Books are a legacy of the knowledge and wisdom that people have accumulated and compiled over time.
Here are seven nonfiction books that have enhanced my life in the past few years. They have helped my family and me make vast improvements in the areas of health, stress management, interpersonal relationships, career, positive habits, parenting, and marriage.
“The Mindbody Prescription: Healing the Body, Healing the Pain” by John E. Sarno, M.D.
John Sarno was a spinal surgeon before he started looking further into the anomalies he was seeing on his patient’s X-rays. According to Sarno, the pain they were describing was completely unrelated anatomically to the pictures in front of him. Further investigation and research led him to the belief that the pain that his patients were describing, as well as several other classes of illness, was actually the result of suppressed rage.
Once Sarno developed protocols for helping people see through the false causes of their pain and release their rage, he found that their pain went away without physical intervention. He documented a 90 percent success rate using his method, far higher and less invasive than the success of his surgical interventions.
“Accessing the Healing Power of the Vagus Nerve: Self-Help Exercises for Anxiety, Depression, Trauma, and Autism” by Stanley Rosenberg
Stanley Rosenberg offers cutting-edge information about the importance of the autonomic nervous system for physical and mental health. This is the system that regulates your normal, calm state of mind and body, which, under stress, shifts into a fight, flight, or freeze response to protect and save you from harm.
A person’s nervous system sometimes gets stuck in an overstressed state once the danger has passed, such as after a traumatic experience. This book puts forth a fast, user-friendly test to determine the state of your autonomic nervous system and very simple and easy exercises that anyone can do at home to reset and improve the system’s functioning—thus impacting a wide array of health conditions. It’s obvious when you read this book that Rosenberg is a true healer.
“Games People Play” by Eric Berne
Eric Berne, the founder of a theory of psychology called transactional analysis, was a keen observer of people. He noticed that in many interactions between people, there is a subconscious, hidden goal in the exchange, that the people interacting don’t usually realize is happening.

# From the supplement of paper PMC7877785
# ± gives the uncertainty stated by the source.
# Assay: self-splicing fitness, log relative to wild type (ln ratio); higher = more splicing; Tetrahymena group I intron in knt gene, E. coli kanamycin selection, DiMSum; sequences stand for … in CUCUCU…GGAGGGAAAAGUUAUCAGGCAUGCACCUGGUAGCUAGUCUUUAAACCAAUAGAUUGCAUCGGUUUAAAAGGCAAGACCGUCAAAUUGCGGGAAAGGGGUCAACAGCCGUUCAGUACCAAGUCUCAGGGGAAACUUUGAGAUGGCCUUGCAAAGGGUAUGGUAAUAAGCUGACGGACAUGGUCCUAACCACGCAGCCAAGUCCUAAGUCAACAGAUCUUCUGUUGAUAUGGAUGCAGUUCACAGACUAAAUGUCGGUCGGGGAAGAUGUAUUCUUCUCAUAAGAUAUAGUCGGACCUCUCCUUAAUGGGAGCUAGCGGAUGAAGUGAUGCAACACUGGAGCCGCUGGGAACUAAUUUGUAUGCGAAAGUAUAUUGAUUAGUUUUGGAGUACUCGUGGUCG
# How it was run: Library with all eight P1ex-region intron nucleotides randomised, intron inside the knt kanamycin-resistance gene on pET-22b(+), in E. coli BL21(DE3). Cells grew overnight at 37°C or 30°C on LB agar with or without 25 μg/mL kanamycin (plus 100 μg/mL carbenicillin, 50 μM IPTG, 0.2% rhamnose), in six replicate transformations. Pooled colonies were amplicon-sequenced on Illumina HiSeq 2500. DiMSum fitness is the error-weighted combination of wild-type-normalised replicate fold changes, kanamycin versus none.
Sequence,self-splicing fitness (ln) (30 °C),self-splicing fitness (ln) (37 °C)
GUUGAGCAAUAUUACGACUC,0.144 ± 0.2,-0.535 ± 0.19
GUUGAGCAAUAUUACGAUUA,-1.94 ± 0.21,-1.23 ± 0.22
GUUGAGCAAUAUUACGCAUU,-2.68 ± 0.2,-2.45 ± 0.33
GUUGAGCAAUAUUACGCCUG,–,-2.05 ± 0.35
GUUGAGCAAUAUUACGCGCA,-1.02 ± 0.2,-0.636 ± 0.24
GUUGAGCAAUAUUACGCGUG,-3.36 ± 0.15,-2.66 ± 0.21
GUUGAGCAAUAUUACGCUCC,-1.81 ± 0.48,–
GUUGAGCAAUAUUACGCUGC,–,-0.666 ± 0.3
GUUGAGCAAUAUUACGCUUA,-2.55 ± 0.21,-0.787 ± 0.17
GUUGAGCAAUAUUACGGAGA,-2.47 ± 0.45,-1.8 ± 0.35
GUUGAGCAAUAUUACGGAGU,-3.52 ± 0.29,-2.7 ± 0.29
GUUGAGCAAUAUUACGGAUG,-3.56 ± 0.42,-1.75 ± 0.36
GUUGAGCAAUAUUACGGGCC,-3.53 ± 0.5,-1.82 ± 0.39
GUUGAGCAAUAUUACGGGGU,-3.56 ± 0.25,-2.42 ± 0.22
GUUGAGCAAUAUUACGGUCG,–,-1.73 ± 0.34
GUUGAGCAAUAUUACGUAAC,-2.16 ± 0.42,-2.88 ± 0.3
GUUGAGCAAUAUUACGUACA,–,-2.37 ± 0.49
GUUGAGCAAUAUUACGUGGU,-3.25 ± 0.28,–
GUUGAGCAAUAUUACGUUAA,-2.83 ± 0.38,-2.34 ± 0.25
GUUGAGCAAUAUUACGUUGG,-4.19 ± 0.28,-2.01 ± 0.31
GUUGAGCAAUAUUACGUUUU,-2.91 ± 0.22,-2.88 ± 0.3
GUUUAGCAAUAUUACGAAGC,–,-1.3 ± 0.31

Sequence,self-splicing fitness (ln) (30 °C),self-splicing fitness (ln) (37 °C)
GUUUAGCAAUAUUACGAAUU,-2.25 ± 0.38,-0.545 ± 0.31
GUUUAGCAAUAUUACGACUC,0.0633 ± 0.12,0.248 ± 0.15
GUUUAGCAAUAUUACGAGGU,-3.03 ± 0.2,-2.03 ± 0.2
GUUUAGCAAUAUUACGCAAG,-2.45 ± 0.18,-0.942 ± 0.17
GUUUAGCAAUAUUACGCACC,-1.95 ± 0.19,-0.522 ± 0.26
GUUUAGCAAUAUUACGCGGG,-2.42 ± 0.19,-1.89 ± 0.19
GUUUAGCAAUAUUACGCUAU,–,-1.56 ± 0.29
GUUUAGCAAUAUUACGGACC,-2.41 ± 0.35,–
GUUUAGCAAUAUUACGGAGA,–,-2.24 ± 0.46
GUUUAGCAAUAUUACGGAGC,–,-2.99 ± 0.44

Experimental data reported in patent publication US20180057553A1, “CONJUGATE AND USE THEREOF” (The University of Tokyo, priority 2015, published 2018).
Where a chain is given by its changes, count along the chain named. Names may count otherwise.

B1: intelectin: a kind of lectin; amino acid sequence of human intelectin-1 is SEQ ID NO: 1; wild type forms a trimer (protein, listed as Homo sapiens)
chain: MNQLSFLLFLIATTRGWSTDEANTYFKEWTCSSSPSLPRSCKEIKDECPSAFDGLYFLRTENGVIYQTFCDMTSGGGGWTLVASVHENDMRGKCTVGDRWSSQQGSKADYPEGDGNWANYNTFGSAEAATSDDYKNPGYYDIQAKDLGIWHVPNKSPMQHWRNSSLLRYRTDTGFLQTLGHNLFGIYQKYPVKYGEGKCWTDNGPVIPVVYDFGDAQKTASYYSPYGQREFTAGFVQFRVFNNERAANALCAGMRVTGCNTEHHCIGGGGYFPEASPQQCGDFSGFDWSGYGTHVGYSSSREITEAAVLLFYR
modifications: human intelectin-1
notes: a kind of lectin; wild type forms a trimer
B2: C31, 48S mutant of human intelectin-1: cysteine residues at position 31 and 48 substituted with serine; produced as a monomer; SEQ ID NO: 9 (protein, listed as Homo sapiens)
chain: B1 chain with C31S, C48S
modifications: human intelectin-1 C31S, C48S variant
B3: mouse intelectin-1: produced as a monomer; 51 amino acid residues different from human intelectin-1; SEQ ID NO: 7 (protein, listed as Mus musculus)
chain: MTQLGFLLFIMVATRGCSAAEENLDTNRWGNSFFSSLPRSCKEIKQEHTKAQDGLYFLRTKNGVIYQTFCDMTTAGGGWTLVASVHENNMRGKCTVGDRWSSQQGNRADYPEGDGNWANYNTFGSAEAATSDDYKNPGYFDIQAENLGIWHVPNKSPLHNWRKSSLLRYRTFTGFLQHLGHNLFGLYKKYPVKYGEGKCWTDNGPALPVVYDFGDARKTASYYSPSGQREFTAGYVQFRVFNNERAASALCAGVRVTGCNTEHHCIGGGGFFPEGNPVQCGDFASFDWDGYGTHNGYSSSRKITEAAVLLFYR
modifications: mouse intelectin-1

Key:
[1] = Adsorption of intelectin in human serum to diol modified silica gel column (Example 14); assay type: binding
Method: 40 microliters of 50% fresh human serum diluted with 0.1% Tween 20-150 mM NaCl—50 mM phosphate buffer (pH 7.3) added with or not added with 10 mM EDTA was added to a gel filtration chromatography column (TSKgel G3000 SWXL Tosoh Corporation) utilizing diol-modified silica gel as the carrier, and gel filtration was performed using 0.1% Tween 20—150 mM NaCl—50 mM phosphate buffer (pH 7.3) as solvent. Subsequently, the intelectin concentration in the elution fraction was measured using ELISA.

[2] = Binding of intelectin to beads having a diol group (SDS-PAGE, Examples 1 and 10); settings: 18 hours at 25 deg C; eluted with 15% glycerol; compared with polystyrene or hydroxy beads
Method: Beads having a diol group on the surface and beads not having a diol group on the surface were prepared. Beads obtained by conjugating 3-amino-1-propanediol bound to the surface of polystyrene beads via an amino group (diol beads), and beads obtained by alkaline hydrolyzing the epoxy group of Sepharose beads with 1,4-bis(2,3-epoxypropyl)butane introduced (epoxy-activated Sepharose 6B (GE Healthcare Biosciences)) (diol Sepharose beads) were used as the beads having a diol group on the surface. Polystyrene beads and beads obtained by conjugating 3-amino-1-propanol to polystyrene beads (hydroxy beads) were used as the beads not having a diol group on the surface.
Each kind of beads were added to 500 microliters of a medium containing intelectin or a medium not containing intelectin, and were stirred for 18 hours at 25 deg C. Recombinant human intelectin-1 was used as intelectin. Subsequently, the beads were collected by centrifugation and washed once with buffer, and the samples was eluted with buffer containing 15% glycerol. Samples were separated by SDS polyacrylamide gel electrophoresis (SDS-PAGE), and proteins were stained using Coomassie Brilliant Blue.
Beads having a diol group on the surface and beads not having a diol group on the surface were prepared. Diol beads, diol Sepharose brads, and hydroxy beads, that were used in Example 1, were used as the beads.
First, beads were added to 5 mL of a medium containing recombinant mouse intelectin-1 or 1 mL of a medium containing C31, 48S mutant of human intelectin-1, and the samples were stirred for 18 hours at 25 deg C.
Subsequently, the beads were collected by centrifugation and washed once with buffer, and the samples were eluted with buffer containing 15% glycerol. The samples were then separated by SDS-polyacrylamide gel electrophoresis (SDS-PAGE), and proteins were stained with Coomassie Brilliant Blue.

Berne called it a game.
The book is presented in a humorous and down-to-earth style, as Berne describes the games he has observed frequently played between people and reveals their hidden, underlying agendas. Reading the book will unveil the hidden gimmicks in the interpersonal interactions around you, and what people are truly seeking—whether that’s validation, appreciation, forgiveness, or other things—under the guise of interactions as simple as a conversation.
“Hold Me Tight: Seven Conversations for a Lifetime of Love” by Dr. Sue Johnson
Having developed the most successful form of marital therapy, Sue Johnson understands the essence of love and connection. In “Hold Me Tight: Seven Conversation for a Lifetime of Love,” Johnson elucidates the emotional bonds that underlie love. She points out that breaks in these bonds are the real reason for marital discord and how to repair the rifts.
She walks couples through a series of conversations to reduce conflicts and create the safety and intimacy needed to develop deep emotional bonds between spouses.
“What Color Is Your Parachute?” by Richard N. Bolles
Updated annually, “What Color is Your Parachute?” is the best-selling job-seeking book of all time, but it is not just a book about finding a job. It is about discovering yourself, finding your best traits, exploring what you love and hate about work, and uncovering your true mission in life. Over the years, I have found myself occasionally repeating the exercises in the book to refine and home in on my true purpose as my experiences and circumstances change.
After you complete the exercises in the book, you are guaranteed to know yourself better at a deep level.
“Atomic Habits: An Easy & Proven Way to Build Good Habits & Break Bad Ones” by James Clear
James Clear breaks down the science of personal change. He explains why goals often fail while making small consistent shifts in your habits multiply their benefits over time. In this accessible and practical guide to changing your life, you will learn why changing the way you see yourself is the key to developing the life you always wanted.
“Hold On to Your Kids: Why Parents Need to Matter More Than Peers” by Gordon Neufeld and Gabor Maté
“Hold On to Your Kids” is not like the other parenting books that focus on strategies and techniques to get your children to toe your line. It breaks down the fundamental shift in the relationship between a parent and child when a child’s peers become more important to a child than their parents—something that is happening at an alarming rate in our society. It talks about how to win your children back in the context of effective parenting, where the bond between a parent and child comes first.
Michael Courter is a therapist and counselor who believes in the power of personal growth, repairing relationships, and following your dreams. He can be reached at mc@CourterCounsel.com.